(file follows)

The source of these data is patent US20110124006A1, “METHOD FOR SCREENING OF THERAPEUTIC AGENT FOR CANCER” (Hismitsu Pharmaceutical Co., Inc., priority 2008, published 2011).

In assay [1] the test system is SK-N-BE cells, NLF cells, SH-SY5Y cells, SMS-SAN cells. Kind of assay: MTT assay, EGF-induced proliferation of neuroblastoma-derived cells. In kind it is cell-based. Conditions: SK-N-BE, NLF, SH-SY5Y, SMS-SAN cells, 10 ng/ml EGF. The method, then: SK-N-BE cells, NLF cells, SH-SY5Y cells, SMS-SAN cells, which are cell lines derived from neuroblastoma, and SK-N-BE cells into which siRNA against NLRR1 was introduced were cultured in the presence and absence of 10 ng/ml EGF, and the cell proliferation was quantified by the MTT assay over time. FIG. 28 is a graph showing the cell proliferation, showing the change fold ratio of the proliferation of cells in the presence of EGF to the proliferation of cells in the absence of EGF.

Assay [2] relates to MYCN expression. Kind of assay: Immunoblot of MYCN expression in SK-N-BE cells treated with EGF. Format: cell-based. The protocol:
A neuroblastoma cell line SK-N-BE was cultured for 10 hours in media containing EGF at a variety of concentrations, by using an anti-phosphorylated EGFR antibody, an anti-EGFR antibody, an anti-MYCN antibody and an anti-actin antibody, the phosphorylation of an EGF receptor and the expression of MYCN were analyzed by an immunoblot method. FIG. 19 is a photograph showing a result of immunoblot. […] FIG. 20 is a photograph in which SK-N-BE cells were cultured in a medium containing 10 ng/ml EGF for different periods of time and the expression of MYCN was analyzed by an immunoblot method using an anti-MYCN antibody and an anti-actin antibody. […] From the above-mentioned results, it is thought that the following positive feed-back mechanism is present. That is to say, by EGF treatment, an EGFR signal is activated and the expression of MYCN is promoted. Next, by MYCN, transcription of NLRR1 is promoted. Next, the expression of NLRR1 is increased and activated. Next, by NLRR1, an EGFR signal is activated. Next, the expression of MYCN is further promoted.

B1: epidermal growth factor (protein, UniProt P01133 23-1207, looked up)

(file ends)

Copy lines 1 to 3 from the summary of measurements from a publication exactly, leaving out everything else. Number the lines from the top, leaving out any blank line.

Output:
The source of these data is patent US20110124006A1, “METHOD FOR SCREENING OF THERAPEUTIC AGENT FOR CANCER” (Hismitsu Pharmaceutical Co., Inc., priority 2008, published 2011).

In assay [1] the test system is SK-N-BE cells, NLF cells, SH-SY5Y cells, SMS-SAN cells. Kind of assay: MTT assay, EGF-induced proliferation of neuroblastoma-derived cells. In kind it is cell-based. Conditions: SK-N-BE, NLF, SH-SY5Y, SMS-SAN cells, 10 ng/ml EGF. The method, then: SK-N-BE cells, NLF cells, SH-SY5Y cells, SMS-SAN cells, which are cell lines derived from neuroblastoma, and SK-N-BE cells into which siRNA against NLRR1 was introduced were cultured in the presence and absence of 10 ng/ml EGF, and the cell proliferation was quantified by the MTT assay over time. FIG. 28 is a graph showing the cell proliferation, showing the change fold ratio of the proliferation of cells in the presence of EGF to the proliferation of cells in the absence of EGF.

Assay [2] relates to MYCN expression. Kind of assay: Immunoblot of MYCN expression in SK-N-BE cells treated with EGF. Format: cell-based. The protocol: